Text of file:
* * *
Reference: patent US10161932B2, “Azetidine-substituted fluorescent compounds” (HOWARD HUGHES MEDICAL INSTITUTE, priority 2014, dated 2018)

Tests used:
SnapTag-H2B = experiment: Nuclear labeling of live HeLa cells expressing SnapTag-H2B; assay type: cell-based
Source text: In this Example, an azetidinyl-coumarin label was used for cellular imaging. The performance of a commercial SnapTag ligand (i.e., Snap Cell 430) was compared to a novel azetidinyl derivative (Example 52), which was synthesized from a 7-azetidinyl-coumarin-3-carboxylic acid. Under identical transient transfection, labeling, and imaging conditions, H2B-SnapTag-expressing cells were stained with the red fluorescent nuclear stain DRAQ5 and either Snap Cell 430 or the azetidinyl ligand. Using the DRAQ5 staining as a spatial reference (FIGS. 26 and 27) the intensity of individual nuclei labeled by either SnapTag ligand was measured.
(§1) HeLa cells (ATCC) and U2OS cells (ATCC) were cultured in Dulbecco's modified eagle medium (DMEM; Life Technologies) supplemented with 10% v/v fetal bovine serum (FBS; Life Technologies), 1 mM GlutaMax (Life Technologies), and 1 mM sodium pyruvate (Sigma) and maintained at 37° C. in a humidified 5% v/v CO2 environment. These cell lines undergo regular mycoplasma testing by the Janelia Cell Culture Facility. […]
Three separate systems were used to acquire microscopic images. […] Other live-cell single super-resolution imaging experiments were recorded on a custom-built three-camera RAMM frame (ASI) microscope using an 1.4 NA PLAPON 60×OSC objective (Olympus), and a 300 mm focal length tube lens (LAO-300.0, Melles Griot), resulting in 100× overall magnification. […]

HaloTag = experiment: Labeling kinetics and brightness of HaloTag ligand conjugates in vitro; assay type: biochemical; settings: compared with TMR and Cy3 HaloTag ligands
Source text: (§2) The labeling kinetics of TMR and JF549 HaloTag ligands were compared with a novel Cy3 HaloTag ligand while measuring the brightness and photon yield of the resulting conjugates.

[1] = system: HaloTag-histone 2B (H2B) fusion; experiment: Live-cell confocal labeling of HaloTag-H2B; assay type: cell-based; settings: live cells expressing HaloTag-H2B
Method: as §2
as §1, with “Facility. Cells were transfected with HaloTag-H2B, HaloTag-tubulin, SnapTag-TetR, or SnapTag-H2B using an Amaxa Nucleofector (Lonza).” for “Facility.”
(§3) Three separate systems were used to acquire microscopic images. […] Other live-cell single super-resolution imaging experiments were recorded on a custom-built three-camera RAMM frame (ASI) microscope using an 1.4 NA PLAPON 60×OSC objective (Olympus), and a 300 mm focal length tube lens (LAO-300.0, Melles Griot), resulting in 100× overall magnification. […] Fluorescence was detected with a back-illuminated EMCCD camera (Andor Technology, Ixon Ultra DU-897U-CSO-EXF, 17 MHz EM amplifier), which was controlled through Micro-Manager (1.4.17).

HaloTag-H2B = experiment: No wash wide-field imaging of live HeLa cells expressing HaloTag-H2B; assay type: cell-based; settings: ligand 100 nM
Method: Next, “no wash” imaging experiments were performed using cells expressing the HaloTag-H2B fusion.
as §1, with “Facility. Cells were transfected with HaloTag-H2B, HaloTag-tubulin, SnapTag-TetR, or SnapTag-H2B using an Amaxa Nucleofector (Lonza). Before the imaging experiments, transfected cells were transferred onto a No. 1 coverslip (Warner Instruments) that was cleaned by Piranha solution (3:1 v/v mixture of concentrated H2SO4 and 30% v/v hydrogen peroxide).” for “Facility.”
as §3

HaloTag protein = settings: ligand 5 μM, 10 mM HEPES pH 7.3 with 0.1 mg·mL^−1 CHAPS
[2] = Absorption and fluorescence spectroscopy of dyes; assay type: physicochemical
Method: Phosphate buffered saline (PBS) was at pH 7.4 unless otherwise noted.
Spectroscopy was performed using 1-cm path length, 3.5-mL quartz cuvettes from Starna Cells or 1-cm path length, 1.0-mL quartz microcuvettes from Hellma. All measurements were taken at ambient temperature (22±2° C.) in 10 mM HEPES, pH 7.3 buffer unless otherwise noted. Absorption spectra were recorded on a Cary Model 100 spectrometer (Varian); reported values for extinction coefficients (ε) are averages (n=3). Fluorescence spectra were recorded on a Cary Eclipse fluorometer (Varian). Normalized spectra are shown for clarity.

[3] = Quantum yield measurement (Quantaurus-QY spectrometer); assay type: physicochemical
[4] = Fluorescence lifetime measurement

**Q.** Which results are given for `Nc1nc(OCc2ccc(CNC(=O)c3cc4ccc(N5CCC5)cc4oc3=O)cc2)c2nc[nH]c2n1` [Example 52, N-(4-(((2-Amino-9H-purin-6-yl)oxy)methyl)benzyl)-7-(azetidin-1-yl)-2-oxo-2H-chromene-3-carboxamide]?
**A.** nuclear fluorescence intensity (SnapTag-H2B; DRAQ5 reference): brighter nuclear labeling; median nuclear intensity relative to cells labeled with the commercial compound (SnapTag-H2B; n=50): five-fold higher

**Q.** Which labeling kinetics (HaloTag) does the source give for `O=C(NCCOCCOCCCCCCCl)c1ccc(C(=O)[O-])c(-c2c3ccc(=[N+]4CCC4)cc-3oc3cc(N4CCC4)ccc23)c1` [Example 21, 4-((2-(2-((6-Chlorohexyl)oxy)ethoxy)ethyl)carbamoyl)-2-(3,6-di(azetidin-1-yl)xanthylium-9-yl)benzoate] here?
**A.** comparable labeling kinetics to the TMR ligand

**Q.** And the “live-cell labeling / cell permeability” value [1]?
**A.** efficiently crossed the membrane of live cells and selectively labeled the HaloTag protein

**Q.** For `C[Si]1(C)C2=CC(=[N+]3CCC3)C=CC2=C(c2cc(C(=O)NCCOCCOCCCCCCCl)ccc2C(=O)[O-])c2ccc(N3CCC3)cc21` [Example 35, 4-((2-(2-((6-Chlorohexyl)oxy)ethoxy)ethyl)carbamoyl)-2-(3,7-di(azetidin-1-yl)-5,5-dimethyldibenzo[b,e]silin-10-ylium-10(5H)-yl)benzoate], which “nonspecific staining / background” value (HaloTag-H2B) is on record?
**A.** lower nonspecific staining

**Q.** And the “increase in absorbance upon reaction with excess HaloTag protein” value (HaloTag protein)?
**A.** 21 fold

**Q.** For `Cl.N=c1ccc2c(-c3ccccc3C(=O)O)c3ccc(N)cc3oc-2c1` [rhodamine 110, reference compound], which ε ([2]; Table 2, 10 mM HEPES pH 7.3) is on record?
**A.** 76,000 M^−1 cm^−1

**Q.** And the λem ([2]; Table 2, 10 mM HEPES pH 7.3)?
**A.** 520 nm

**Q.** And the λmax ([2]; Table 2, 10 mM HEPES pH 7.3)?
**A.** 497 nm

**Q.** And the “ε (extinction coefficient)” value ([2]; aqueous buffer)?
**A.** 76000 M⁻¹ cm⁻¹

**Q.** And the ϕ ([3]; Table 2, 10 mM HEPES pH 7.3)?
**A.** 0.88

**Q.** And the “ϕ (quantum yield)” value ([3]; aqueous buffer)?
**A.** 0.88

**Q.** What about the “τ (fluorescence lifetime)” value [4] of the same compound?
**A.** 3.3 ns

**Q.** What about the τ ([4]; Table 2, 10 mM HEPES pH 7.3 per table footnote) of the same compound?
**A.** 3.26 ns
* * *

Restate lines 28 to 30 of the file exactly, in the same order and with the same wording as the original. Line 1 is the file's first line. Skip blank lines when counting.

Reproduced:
**A.** efficiently crossed the membrane of live cells and selectively labeled the HaloTag protein

**Q.** For `C[Si]1(C)C2=CC(=[N+]3CCC3)C=CC2=C(c2cc(C(=O)NCCOCCOCCCCCCCl)ccc2C(=O)[O-])c2ccc(N3CCC3)cc21` [Example 35, 4-((2-(2-((6-Chlorohexyl)oxy)ethoxy)ethyl)carbamoyl)-2-(3,7-di(azetidin-1-yl)-5,5-dimethyldibenzo[b,e]silin-10-ylium-10(5H)-yl)benzoate], which “nonspecific staining / background” value (HaloTag-H2B) is on record?
**A.** lower nonspecific staining